Effective communication with your teen about sex is key. When your teenager talks about sex with you, they are more likely to delay sex and practice safe sex.
Here are effective ways to communicate with your teen about sex:
Prepare yourself to communicate frankly about sex
Minimize any awkwardness when discussing sex with your teen by fully preparing yourself for the conversation. Gather any handouts you want to share, think thorough your answers to common questions, and find a good time to talk.
Discuss your feelings and values as they relate to sex
Your teen needs more than just the facts. They also need to understand your personal beliefs.
Make sure you have a clear understanding of your beliefs beforehand so you can communicate them clearly to your teen.
- Even if you believe in abstinence, you should educate your teen about birth control and STD prevention. This information is vital for your teen’s sexual health, now and in the future.
- Take a moment to ask your teen about their thoughts and beliefs about sex. This can help you understand what your teen has been exposed to through media or friends and what experiences have shaped their ideas about sex. You can guide the conversation based on what you find out.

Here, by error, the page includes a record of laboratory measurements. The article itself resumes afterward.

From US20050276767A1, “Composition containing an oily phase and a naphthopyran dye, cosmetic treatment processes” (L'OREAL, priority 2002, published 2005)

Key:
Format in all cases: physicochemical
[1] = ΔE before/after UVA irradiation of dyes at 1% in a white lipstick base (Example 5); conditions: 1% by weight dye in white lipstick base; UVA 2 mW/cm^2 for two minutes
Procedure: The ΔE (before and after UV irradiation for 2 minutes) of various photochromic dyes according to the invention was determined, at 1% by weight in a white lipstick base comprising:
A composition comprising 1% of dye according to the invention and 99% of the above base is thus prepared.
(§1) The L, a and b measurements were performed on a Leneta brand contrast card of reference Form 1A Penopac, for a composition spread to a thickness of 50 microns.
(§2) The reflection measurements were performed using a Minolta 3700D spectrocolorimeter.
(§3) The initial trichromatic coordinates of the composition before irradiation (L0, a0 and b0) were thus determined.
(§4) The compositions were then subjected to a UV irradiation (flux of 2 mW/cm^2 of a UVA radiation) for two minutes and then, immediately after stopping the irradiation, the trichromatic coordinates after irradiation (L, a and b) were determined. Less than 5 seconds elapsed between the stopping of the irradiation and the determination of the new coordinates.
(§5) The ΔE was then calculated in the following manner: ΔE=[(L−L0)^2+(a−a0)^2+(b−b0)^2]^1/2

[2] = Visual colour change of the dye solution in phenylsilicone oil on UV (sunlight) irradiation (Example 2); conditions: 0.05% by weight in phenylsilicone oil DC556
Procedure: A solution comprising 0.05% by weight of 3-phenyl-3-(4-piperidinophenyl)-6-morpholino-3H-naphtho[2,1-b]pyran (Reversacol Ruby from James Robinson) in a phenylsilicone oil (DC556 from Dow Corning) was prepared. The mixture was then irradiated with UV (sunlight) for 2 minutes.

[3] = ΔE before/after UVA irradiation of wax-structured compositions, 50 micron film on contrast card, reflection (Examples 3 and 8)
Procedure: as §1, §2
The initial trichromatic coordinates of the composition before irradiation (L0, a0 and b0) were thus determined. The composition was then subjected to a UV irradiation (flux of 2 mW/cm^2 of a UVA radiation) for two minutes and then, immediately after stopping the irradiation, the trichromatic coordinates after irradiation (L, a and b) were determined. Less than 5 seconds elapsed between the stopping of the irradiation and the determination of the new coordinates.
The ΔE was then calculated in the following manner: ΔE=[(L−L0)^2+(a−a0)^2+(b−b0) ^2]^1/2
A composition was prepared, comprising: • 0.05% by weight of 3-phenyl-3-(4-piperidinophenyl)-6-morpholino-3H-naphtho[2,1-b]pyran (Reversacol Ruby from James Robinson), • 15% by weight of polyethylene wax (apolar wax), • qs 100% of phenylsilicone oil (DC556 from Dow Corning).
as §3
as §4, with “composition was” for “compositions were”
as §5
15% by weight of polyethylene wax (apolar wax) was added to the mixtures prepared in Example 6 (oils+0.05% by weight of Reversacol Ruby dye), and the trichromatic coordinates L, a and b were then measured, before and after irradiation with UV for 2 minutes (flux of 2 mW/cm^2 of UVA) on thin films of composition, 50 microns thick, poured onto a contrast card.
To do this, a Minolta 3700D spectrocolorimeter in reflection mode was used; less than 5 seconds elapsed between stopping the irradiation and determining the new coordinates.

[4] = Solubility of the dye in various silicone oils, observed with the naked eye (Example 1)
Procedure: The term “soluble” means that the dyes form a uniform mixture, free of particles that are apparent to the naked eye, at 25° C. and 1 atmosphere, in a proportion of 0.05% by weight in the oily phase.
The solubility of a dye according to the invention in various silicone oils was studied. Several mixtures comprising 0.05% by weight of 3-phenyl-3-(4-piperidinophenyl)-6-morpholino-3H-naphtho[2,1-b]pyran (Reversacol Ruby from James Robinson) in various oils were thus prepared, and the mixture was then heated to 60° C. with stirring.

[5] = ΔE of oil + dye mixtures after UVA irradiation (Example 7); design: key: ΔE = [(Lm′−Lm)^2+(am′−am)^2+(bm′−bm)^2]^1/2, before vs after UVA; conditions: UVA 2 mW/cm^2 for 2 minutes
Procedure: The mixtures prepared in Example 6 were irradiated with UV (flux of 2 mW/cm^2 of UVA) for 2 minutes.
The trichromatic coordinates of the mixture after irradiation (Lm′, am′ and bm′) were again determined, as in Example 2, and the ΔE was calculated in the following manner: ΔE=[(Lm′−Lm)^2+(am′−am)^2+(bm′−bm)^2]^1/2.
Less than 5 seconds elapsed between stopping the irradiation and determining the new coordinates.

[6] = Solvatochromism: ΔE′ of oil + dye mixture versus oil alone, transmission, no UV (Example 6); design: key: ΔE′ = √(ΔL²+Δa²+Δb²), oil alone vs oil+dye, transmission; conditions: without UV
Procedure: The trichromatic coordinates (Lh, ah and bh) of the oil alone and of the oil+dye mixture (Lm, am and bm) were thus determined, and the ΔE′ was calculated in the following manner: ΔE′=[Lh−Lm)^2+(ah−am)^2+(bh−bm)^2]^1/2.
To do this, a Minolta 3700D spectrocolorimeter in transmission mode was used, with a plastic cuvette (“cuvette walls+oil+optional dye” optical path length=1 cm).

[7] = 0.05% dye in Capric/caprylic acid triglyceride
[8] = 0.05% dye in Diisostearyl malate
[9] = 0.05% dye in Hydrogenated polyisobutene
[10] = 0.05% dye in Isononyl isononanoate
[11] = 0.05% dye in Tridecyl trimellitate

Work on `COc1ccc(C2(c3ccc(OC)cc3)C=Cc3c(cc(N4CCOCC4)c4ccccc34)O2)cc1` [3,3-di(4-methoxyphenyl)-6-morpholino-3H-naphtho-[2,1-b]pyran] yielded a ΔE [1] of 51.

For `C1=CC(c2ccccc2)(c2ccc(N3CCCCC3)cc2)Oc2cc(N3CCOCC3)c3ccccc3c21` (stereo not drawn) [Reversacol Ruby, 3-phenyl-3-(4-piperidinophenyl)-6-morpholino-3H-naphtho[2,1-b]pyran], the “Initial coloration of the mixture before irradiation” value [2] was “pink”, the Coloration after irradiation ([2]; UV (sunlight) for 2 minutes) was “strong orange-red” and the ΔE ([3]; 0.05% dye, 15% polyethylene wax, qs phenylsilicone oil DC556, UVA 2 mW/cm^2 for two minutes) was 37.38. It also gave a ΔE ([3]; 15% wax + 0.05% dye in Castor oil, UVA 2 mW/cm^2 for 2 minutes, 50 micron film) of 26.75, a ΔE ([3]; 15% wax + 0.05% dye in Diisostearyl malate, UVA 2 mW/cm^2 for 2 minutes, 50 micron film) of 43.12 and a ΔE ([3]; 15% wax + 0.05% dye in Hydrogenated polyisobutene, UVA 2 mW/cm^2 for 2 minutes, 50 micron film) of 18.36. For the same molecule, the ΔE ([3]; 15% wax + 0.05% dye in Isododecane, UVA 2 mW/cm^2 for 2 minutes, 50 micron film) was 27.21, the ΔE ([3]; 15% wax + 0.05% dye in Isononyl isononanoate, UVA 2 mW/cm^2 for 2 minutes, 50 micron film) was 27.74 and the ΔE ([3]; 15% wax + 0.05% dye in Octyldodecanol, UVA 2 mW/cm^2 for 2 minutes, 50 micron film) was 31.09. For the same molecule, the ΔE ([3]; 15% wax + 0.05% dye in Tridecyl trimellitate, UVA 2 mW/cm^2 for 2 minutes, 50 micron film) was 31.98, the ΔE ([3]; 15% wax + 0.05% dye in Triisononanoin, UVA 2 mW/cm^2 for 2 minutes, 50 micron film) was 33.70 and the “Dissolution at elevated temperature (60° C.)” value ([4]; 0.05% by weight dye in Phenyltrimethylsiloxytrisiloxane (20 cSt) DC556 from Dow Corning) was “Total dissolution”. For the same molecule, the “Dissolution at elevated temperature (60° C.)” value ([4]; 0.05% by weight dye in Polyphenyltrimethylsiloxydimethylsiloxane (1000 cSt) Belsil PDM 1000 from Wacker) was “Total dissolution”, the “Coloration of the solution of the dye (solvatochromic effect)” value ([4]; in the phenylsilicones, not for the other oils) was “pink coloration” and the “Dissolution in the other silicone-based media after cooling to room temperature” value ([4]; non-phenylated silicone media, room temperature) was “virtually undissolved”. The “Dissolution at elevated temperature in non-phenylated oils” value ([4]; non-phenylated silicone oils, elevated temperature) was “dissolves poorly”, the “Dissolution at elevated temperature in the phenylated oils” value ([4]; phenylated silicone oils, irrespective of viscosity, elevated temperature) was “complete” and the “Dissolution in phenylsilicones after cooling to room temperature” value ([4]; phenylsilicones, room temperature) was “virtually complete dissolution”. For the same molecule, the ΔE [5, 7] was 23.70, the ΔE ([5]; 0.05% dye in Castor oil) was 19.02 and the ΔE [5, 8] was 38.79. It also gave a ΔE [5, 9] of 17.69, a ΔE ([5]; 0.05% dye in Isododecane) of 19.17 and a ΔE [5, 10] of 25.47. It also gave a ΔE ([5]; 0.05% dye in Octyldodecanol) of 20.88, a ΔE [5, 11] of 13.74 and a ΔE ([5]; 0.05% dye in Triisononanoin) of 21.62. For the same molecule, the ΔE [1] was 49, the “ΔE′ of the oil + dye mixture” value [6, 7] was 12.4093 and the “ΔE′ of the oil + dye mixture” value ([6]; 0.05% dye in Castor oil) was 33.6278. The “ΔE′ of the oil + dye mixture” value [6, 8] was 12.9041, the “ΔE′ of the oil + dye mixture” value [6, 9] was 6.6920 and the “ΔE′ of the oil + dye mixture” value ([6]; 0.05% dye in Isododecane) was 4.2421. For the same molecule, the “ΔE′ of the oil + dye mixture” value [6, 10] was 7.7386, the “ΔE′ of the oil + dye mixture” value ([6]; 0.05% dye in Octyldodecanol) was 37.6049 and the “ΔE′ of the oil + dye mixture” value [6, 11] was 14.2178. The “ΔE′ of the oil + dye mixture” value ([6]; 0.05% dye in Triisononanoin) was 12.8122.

Help your teen decide if they’re ready for sex
Factors like loneliness, peer pressure, and curiosity can drive teens to early sexual activity. Tell your teen that it is ok to wait if they don’t feel ready, and that there tons of other ways they can experience intimacy with their partner, like kissing, holding hands, and dancing.
Distinguish between healthy and unhealthy relationships
Relationships are intimately connected to sex. When communicating with your teen, tell them about the characteristics of healthy versus unhealthy relationships. Trust, compromise, forgiveness, and respect are key characteristics of healthy relationships.
Discuss the importance of consent
Tell your teen that they should always give verbal consent to any sexual act. If they feel forced or coerced into a sex act, it’s rape, whether the person is a stranger or a partner.
- Emphasize that you can’t give consent when you’re under the influence of alcohol or drugs.
- The legal age of consent in most states is 18. In many states younger teens cannot legally consent to sex with someone above this limit even if both partners are okay with it.
- The legal age of consent varies by state, so encourage your teen to look it up and become familiar with local laws. It is also worth looking into laws regarding sending sexual pictures over text or email, which can be considered child pornography.